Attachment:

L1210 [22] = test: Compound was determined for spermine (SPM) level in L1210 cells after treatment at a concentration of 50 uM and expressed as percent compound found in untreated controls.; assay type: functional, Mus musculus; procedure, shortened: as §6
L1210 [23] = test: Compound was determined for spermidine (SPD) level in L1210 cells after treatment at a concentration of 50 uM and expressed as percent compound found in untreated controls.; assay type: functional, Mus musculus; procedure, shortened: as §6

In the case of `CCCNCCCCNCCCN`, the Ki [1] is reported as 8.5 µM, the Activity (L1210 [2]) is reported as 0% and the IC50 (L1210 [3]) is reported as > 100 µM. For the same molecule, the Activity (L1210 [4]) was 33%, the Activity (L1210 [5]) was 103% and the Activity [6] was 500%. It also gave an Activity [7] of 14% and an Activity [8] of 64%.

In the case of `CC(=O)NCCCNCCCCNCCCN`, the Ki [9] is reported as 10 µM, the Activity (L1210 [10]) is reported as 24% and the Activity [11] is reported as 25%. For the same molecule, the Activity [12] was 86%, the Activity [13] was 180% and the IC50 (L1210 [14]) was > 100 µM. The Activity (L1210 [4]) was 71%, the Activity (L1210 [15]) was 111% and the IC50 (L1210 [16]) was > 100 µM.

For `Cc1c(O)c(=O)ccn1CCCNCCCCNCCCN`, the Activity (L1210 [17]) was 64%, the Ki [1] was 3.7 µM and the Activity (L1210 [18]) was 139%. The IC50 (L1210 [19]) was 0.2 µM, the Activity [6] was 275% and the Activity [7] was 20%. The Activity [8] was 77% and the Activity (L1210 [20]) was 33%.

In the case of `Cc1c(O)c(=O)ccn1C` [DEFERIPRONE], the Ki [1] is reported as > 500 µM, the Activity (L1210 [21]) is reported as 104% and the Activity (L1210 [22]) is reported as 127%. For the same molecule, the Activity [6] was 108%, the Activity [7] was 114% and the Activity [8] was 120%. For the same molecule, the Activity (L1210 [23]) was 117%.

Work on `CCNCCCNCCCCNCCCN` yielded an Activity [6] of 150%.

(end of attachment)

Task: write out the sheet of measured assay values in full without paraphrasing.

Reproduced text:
L1210 [22] = test: Compound was determined for spermine (SPM) level in L1210 cells after treatment at a concentration of 50 uM and expressed as percent compound found in untreated controls.; assay type: functional, Mus musculus; procedure, shortened: as §6
L1210 [23] = test: Compound was determined for spermidine (SPD) level in L1210 cells after treatment at a concentration of 50 uM and expressed as percent compound found in untreated controls.; assay type: functional, Mus musculus; procedure, shortened: as §6

In the case of `CCCNCCCCNCCCN`, the Ki [1] is reported as 8.5 µM, the Activity (L1210 [2]) is reported as 0% and the IC50 (L1210 [3]) is reported as > 100 µM. For the same molecule, the Activity (L1210 [4]) was 33%, the Activity (L1210 [5]) was 103% and the Activity [6] was 500%. It also gave an Activity [7] of 14% and an Activity [8] of 64%.

In the case of `CC(=O)NCCCNCCCCNCCCN`, the Ki [9] is reported as 10 µM, the Activity (L1210 [10]) is reported as 24% and the Activity [11] is reported as 25%. For the same molecule, the Activity [12] was 86%, the Activity [13] was 180% and the IC50 (L1210 [14]) was > 100 µM. The Activity (L1210 [4]) was 71%, the Activity (L1210 [15]) was 111% and the IC50 (L1210 [16]) was > 100 µM.

For `Cc1c(O)c(=O)ccn1CCCNCCCCNCCCN`, the Activity (L1210 [17]) was 64%, the Ki [1] was 3.7 µM and the Activity (L1210 [18]) was 139%. The IC50 (L1210 [19]) was 0.2 µM, the Activity [6] was 275% and the Activity [7] was 20%. The Activity [8] was 77% and the Activity (L1210 [20]) was 33%.

In the case of `Cc1c(O)c(=O)ccn1C` [DEFERIPRONE], the Ki [1] is reported as > 500 µM, the Activity (L1210 [21]) is reported as 104% and the Activity (L1210 [22]) is reported as 127%. For the same molecule, the Activity [6] was 108%, the Activity [7] was 114% and the Activity [8] was 120%. For the same molecule, the Activity (L1210 [23]) was 117%.

Work on `CCNCCCNCCCCNCCCN` yielded an Activity [6] of 150%.